Mediastinal chyloma after lung cancer surgery: case report
Journal of Cardiothoracic Surgery volume 11, Article number: 115 (2016)
Chylothorax is a relatively rare but well-known complication of thoracic surgery.
A 70-year-old man underwent right upper and middle bilobectomy and systematic lymph node dissection through a posterolateral thoracotomy for lung cancer. On the second postoperative day, he developed chylothorax that was treated with dietary management and pleurodesis. The discharge diminished and his chest tube was removed on the ninth postoperative day. On the 14th postoperative day, the patient complained of dyspnea and dysphagia, and imaging studies revealed mediastinal chyloma. Thoracoscopic surgical drainage was performed and the site of chyle leakage was sutured.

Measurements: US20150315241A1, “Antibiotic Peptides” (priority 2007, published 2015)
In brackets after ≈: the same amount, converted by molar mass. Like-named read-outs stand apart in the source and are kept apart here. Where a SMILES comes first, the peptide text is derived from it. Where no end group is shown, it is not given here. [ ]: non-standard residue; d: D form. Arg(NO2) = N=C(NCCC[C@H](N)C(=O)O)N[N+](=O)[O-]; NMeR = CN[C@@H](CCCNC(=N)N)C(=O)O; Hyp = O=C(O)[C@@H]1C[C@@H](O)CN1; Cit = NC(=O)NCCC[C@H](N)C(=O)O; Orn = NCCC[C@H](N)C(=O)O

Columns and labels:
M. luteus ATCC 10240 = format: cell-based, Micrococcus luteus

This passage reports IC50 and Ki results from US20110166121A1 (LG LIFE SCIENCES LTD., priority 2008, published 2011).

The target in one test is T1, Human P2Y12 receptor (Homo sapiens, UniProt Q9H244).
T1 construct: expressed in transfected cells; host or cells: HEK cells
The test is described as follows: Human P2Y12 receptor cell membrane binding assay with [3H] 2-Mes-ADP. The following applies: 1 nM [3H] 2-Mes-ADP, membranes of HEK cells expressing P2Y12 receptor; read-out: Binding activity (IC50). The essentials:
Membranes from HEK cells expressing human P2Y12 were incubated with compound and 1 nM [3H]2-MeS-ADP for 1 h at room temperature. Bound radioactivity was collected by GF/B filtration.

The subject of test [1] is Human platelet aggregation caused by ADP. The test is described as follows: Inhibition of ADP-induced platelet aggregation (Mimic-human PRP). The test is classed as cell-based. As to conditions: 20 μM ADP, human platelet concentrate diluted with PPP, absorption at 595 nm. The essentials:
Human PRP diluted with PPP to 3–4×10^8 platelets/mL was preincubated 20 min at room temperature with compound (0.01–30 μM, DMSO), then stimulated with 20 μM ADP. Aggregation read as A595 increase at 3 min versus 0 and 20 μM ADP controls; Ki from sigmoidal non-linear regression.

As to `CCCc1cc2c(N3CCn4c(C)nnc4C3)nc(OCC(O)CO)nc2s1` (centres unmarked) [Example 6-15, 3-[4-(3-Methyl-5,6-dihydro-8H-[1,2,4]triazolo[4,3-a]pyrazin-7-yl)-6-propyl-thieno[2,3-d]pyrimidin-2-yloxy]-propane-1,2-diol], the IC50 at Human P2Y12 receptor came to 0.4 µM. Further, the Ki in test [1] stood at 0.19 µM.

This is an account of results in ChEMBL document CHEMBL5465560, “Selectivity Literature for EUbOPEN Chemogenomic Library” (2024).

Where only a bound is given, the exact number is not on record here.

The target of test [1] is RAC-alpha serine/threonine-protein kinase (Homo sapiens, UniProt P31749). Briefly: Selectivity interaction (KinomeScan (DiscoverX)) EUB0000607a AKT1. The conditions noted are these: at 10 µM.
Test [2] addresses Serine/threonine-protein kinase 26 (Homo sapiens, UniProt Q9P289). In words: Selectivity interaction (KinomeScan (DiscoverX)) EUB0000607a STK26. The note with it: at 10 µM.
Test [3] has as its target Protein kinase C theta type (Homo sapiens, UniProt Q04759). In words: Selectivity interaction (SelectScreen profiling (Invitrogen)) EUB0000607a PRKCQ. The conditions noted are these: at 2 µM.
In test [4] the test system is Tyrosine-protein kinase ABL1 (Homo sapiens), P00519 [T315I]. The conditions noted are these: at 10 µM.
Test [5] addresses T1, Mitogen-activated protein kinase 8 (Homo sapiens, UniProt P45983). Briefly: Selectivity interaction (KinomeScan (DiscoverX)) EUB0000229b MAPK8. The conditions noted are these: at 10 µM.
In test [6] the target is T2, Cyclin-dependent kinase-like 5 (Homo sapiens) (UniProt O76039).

This report presents an unexpected complication of chemical pleurodesis and reviews the indications for surgical intervention in cases of postoperative chylothorax.
Chylothorax is a relatively rare but well-known complication of thoracic surgery. It is treated with some conservative approaches such as oral intake cessation including nil per os with total parenteral nutrition, low-fat diet management, and chemical pleurodesis . Surgical intervention is considered only when conservative treatments have failed. We report a case of mediastinal chyloma possibly induced by pleurodesis to treat chylothorax following lung cancer surgery.